How to Tighten a Chainsaw Chain
The vibration and stress of cutting wood can reduce chainsaw chain tension. Fortunately, tightening the chain is a quick and straightforward procedure that can be done in the field.
Chainsaw chains are the part of the chainsaw blade that cuts through wood. Over time, the chain can stretch slightly during use, which reduces the saw’s wood-cutting effectiveness, slows down the cutting process, and requires the user to exert more pressure on the saw. If the chain gets too loose, it can even come off the bar.
Loggers and DIY woodcutters are well aware that chains can loosen rather quickly during heavy use. Tightening a chainsaw chain is a simple task that can be done quickly so the user can get back to cutting wood.
All chainsaw chains can be tightened similarly, although some brands may feature a slightly different bolt and tension pin configuration from the one featured in this how-to. The following tools and supplies are required for this common maintenance task.
BEFORE YOU BEGIN
Learn to recognize the signs that the chainsaw chain is getting loose, including the need to exert additional force on the chainsaw bar to cut through logs or the chain coming entirely off the bar. If it’s a new chain—or a new chainsaw—odds are you need to tighten the chain occasionally to keep the tool in good cutting order.
While just tightening the chain will alleviate cutting problems in many cases, when the chainsaw still isn’t cutting well after taking the following steps to tighten it, the chain may be dull—and will require chainsaw chain sharpening. Alternatively, the saw could be damaged and need the services of a professional repairperson. If so, contact the tool’s manufacturer for further guidance.
STEP 1: Locate the chain tensioning adjustment on the side of the chainsaw—near the bar’s base.
Most chainsaws feature a chain-tensioning adjustment on the side of the chainsaw case—near the bolts that secure the chainsaw bar in place. This resembles a flathead screw, although it is actually a pin that moves the chainsaw bar slightly to create more tension on the chain.
Depending on the individual chainsaw model, there may be one bolt, two bolts, or even three. These bolts are essential during the chain-tightening process, and they’re also instrumental in holding on the side plate that covers the chain and gear assembly.
STEP 2: Loosen the bolt(s) that secures the chainsaw bar before adjusting the chain tension.
Before adjusting the tensioning pin, you must loosen the bolts that hold the side plate in place. Use the socket end of a scrench (a screw/wrench combo) to loosen the bolts slightly.
These bolts also secure the bar beneath the side plate. Don’t take them off—that isn’t necessary—just loosen them slightly (about 1/2-turn, or so) until you can wiggle the chainsaw bar a little bit. Now, you’re ready to tighten the chain.
STEP 3: Use the screwdriver end of the scrench to turn the tensioning pin.
Once you’ve loosened the bolt(s) on the side of the chainsaw, you can tighten the chain. Insert the screwdriver end of the scrench into the flathead tensioning pin (the chain tightener) and turn it clockwise to tighten the chain. The chain isn’t actually becoming tighter—instead, as you turn the tensioning pin—it pushes the chainsaw bar out a little bit, which takes up the slack on the chain.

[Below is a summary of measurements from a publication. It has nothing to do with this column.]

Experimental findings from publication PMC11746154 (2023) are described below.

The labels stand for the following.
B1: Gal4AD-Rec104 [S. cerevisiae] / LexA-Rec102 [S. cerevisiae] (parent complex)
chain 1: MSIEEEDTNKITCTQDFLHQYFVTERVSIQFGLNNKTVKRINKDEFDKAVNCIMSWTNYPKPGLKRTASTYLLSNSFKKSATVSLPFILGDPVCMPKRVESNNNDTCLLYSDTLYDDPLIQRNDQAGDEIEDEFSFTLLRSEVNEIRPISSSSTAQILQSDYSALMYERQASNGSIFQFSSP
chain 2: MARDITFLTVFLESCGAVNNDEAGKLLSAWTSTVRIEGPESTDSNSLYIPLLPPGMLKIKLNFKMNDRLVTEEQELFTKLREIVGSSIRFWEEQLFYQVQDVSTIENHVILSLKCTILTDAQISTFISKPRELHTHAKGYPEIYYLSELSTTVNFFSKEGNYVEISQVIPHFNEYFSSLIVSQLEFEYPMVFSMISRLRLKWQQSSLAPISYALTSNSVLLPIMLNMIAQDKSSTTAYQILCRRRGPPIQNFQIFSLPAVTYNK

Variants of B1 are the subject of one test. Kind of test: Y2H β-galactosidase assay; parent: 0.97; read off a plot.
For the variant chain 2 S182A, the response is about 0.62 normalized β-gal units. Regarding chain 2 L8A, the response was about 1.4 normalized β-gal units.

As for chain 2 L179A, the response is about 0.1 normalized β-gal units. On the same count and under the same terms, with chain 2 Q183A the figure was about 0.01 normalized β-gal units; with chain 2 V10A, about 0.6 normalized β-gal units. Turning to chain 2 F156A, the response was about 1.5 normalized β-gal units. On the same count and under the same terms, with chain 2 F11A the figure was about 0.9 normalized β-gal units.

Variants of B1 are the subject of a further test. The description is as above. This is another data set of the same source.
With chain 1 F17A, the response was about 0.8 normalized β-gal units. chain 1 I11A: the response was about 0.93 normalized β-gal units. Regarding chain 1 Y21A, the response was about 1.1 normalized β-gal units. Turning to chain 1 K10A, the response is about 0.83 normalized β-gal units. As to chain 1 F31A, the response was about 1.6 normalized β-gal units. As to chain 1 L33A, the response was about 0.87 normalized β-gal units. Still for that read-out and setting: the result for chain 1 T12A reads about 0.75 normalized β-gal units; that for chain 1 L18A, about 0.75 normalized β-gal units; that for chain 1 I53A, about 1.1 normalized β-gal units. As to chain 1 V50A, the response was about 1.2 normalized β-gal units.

During a typical afternoon wood-cutting session that lasts 2 to 4 hours, you may need to tighten the chain two or three times. But, it’s quick and straightforward since you don’t need to disassemble the saw. Keep a scrench nearby for tightening.
STEP 4: Test the chain’s tension to determine when it’s tight enough.
How tight should a chainsaw chain be? Chainsaws don’t come with gauges that indicate when the chain is at the correct tension, but there’s an easy test you can do to figure it out.
After adjusting the tensioning pin, grab the chain at the bottom of the saw blade between a thumb and finger and pull it downward. You should be able to pull the chain sufficiently to see a small space between the links and the bar. However, the inside tips of the links should still be positioned in the bar groove.
If you can pull the entire chain below the bar, it’s still too loose. If the chain doesn’t budge at all—it’s too tight, and you can turn the tensioning pin counterclockwise to loosen it a bit.
STEP 5: Retighten the bolts after adjusting the chain tension.
The final step in the process is to retighten the bolts after adjusting the chain tension. Using the socket end of the scrench, turn the bolts until they’re snug. This won’t take much—just 1/2 a turn, or so.
Now, you’re ready to get back to cutting wood. But be careful—chainsaws are powerful tools that demand care and respect.
Chainsaws are formidable power tools. Although more battery-operated models are available today, many still run on gas or diesel and create earsplitting noise during operation. Operating one requires physical strength and attention to safety. When a chainsaw chain is too loose, it increases the risk of the saw kicking back or the chain coming off, both of which can lead to injury.
As a general rule, users should check the chain’s tension before using the saw every time and frequently during use. Once you master the chain-tightening process, it won’t take more than a couple of minutes, and the only tool you’ll need is a scrench.
Tightening the chain isn’t a cure-all for a worn-out chain, however. Over time, usually a few months of frequent use, the chain can wear out and the blade links can become dull or worn down. When you start tightening the chain twice as often as you did when it was new, it’s probably time for a new chain.